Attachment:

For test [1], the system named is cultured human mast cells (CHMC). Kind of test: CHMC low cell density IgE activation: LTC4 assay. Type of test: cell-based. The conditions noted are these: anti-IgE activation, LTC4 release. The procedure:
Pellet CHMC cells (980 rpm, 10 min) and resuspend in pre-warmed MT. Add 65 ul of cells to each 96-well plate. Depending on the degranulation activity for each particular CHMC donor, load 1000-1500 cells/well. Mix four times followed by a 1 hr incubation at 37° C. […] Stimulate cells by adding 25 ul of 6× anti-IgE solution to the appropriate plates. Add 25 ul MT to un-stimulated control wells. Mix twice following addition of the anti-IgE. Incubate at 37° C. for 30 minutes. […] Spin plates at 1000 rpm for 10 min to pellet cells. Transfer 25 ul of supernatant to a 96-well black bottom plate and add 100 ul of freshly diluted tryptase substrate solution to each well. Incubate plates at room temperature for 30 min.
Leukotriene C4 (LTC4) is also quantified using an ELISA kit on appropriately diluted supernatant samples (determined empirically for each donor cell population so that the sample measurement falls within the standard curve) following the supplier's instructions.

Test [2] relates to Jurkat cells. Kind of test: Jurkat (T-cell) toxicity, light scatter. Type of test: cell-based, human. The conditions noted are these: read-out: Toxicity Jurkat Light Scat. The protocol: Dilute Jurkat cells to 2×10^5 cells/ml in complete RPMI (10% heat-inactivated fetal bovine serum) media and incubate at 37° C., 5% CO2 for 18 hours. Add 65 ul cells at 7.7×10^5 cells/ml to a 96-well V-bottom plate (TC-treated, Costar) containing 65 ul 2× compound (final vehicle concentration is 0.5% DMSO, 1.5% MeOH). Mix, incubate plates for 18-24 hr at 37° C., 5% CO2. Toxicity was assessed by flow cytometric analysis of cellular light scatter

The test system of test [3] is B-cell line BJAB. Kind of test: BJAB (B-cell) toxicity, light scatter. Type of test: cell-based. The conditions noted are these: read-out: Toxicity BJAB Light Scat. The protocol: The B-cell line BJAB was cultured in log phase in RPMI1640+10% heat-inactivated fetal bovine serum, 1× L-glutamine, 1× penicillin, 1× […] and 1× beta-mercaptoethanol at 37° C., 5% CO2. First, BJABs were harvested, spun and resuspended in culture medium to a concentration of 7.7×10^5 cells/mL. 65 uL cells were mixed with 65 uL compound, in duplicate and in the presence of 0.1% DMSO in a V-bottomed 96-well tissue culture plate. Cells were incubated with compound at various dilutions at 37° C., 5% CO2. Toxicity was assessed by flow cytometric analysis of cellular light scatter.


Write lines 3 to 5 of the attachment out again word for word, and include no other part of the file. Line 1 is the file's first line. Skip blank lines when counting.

Leukotriene C4 (LTC4) is also quantified using an ELISA kit on appropriately diluted supernatant samples (determined empirically for each donor cell population so that the sample measurement falls within the standard curve) following the supplier's instructions.

Test [2] relates to Jurkat cells. Kind of test: Jurkat (T-cell) toxicity, light scatter. Type of test: cell-based, human. The conditions noted are these: read-out: Toxicity Jurkat Light Scat. The protocol: Dilute Jurkat cells to 2×10^5 cells/ml in complete RPMI (10% heat-inactivated fetal bovine serum) media and incubate at 37° C., 5% CO2 for 18 hours. Add 65 ul cells at 7.7×10^5 cells/ml to a 96-well V-bottom plate (TC-treated, Costar) containing 65 ul 2× compound (final vehicle concentration is 0.5% DMSO, 1.5% MeOH). Mix, incubate plates for 18-24 hr at 37° C., 5% CO2. Toxicity was assessed by flow cytometric analysis of cellular light scatter

The test system of test [3] is B-cell line BJAB. Kind of test: BJAB (B-cell) toxicity, light scatter. Type of test: cell-based. The conditions noted are these: read-out: Toxicity BJAB Light Scat. The protocol: The B-cell line BJAB was cultured in log phase in RPMI1640+10% heat-inactivated fetal bovine serum, 1× L-glutamine, 1× penicillin, 1× […] and 1× beta-mercaptoethanol at 37° C., 5% CO2. First, BJABs were harvested, spun and resuspended in culture medium to a concentration of 7.7×10^5 cells/mL. 65 uL cells were mixed with 65 uL compound, in duplicate and in the presence of 0.1% DMSO in a V-bottomed 96-well tissue culture plate. Cells were incubated with compound at various dilutions at 37° C., 5% CO2. Toxicity was assessed by flow cytometric analysis of cellular light scatter.